(L) Each of the angles of an equilateral triangle is 60 degrees,
(M) Each of the angles at the base of an isosceles triangle is equal to half the supplement of the vertical angle, or to the complement of half the vertical angle.
(N) If two straight lines intersect each other, the vertical or opposite angles will be equal.
(O) If a stright line intersect two parallel straight lines it makes the alternate angles equal to each other, and the exterior angle equal to the interior and opposite on the same side of the line.
(P) All angles in the same segment of a circle are equal to each other.
(Q) An angle at the centre of a circle is double to an angle at the circumference when they both stand on the same arc.
DEFINITIONS OF PLANE TRIGONOMETRY, WITH THE INVES
TIGATION OF GENERAL RULES FOR CALCULATING THE
(A) PLANE TRIGONOMETRY is the art of measuring and calculating the sides and angles of triangles described on a plane surface, or of such triangles as are composed of straight lines. It likewise includes the relation between the radius of a circle and certain other straight lines described in and about a circle.
(B) The theory of triangles is the very foundation of all geometrical knowledge, for all sttraight lined figures may be reduced to trangles. The angles of a triangle determine only its relative species, and are measured in degrees, minutes, and seconds (H. 25); but the sides determine its absolute magnitude, and are expressed in yards, feet, chains, or any other lineal measure,
(C) A circle is a plain figure contained under one line called the circumference, to which all lines drawn from the centre are equal. Thus ABDBHA is the circumference; c the centre, and ca, CD, cb, CB, CF, are all equal to each other. (D) The distance from the
T centre of a circle to the circumfer ence is called the radius, thus ca,
A Co-Tangk CB, CD, &c. are radii.
EH (E) A straight line drawn
Co-Sin through the centre of a circle to touch the circumference in two points, is called a diameter, and of
Co-Sin ver: B
Radius is always double the radius. Thus AD and Bb are diameters, and are each of them double of AC or of bc.
(F) The exact ratio between
the radius and the circumference of a circle being unknown, mathematicians were at a loss to form a comparison between the sides and angles of a triangle, since they could not compare a straight line with any part of the circumference of a circle. They were therefore under the necessity of determining the relation between the radius of a circle, and certain other straight lines described in and about a circle, called chords, sincs, tangents, &c.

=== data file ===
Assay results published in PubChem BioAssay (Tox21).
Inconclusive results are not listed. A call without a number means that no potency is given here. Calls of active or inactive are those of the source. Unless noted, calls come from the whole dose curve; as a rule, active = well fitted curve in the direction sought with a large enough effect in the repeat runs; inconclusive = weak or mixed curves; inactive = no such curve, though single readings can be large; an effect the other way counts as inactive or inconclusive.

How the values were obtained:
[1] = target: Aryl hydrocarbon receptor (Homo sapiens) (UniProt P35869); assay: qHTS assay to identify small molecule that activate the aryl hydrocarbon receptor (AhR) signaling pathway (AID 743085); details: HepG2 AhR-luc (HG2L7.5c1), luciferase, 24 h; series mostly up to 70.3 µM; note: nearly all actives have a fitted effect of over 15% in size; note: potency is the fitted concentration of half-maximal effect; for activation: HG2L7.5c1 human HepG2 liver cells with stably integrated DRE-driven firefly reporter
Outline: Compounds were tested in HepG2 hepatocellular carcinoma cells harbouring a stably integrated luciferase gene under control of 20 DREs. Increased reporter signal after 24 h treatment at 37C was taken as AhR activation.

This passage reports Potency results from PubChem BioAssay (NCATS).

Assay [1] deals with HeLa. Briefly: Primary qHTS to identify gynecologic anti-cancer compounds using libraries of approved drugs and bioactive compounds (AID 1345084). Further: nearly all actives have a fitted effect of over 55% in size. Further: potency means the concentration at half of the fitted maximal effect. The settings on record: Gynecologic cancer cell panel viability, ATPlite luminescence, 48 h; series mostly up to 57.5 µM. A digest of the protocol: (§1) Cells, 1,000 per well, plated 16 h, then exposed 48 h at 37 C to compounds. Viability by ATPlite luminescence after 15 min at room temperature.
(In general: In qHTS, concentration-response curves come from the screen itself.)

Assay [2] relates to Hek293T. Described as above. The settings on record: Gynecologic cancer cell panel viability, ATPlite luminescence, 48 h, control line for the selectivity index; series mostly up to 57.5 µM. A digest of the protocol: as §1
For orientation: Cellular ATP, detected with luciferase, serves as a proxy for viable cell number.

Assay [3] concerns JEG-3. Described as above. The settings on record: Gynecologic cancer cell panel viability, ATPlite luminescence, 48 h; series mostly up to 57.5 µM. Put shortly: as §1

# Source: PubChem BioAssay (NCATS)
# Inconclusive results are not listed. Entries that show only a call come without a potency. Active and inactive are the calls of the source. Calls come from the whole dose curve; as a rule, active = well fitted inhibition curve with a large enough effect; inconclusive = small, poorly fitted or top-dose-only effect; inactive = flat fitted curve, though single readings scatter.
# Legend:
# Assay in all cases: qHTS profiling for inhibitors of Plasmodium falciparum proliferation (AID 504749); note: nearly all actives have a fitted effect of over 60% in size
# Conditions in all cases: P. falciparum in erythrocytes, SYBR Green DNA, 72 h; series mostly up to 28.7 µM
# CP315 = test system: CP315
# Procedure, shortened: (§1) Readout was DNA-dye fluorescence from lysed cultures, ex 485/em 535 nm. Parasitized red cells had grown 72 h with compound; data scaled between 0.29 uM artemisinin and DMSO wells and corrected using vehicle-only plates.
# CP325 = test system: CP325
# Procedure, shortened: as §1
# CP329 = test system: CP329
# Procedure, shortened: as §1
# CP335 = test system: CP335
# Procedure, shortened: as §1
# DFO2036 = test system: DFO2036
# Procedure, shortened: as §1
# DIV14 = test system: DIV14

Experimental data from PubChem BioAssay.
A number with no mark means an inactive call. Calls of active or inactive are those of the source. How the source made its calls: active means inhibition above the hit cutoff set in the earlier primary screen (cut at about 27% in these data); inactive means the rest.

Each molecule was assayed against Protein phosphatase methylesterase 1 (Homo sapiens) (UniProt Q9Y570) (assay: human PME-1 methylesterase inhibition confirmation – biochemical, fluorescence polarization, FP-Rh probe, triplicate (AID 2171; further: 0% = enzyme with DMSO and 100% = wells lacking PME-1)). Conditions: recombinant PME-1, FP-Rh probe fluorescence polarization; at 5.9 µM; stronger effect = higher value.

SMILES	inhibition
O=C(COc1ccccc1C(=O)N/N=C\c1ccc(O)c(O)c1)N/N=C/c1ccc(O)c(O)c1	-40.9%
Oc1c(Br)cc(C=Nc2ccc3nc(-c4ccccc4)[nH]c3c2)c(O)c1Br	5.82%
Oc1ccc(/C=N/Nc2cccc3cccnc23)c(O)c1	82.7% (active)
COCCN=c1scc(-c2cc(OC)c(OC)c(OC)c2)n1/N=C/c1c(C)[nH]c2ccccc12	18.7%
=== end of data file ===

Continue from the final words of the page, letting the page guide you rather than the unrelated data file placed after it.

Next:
(G) The chord of an arc is a straight line drawn from one extremity of the arc to the other. Thus bh is the chord of the arc by, or of the arc HAFBD).
The chord of an arc of 60° is equal to the radius of the circle.*
(H) The complement of any arc is the difference between that arc and a quadrant. Or it is the difference between any angle and 90°. Thus the arc Af is the complement of the arc BF, or the angle acc is the complement of the angle FCB.
(I) The supplement of any arc is the difference between that arc and a semi-circle. Or it is the number of degrees which any angle wants of 180°. Thus the arc By is the supplement of the arc fahb, or the angle FCB is the supplement of the angle Fcb.
(K) The sine of an arc is a straight line drawn from one end of that arc, perpendicular to a diameter passing through the other end of the same arc. Thus fg is the sine of the arc BF, or it is the sine of the supplemental arc fahb.
The sine of an arc of 90° is equal to the radius, for ac is the sine of the arc BA. The sine of an arc of 30° is equal to half the radius.t
(L) The tangent of an arc is a straight line drawn from one extremity of the arc, perpendicular to the diameter, and is terminated by a straight line drawn through the centre of the circle and the other extremity of the arc. Thus BT is the tangent of the arc BF, or of the angle BCF.
The tangent of any arc is equal to the tangent of the supplement
* For (Euclid 15. of IV.) the side of a hexagon, which is the chord of 60°, is equal to the radius of the circumscribing circle.
† The sine of any arc is equal to half the chord of doulle that arc; thus let ar and Bu (Plate I. Fig. 1.) be equal arcs, then you is the chord of the double arc and
FGH is bisected in G (Euclid 3. of III). Therefore if yo be an arc of 30°, Fg its sine will be half the chord of 60°, and the chord of 60° has been shewn to be equal to the radius, therefore the sine of 30° is equal to half the radius.
The semi-tangent of an arc is the tangent of half that arc. Let er be any arc (Plate I. fig. 1.) then mc is the semi tangent of that arc, For the angle FCB is double the angle FbB (Euclid 20. of III.)
consequently the arc oc, of which cm is